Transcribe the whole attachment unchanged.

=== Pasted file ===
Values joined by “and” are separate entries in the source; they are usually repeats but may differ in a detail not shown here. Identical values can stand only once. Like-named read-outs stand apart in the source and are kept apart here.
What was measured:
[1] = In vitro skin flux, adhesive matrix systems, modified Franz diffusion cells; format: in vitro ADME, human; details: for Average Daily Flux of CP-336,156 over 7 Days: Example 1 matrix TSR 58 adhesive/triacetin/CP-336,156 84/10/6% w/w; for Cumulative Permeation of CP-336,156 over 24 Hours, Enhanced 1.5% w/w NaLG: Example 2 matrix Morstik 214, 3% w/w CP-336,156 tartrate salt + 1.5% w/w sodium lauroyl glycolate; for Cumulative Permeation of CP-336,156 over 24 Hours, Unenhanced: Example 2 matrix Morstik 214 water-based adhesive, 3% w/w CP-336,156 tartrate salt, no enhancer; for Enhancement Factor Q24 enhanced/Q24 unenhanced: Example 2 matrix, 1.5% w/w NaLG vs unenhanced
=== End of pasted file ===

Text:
Values joined by “and” are separate entries in the source; they are usually repeats but may differ in a detail not shown here. Identical values can stand only once. Like-named read-outs stand apart in the source and are kept apart here.
What was measured:
[1] = In vitro skin flux, adhesive matrix systems, modified Franz diffusion cells; format: in vitro ADME, human; details: for Average Daily Flux of CP-336,156 over 7 Days: Example 1 matrix TSR 58 adhesive/triacetin/CP-336,156 84/10/6% w/w; for Cumulative Permeation of CP-336,156 over 24 Hours, Enhanced 1.5% w/w NaLG: Example 2 matrix Morstik 214, 3% w/w CP-336,156 tartrate salt + 1.5% w/w sodium lauroyl glycolate; for Cumulative Permeation of CP-336,156 over 24 Hours, Unenhanced: Example 2 matrix Morstik 214 water-based adhesive, 3% w/w CP-336,156 tartrate salt, no enhancer; for Enhancement Factor Q24 enhanced/Q24 unenhanced: Example 2 matrix, 1.5% w/w NaLG vs unenhanced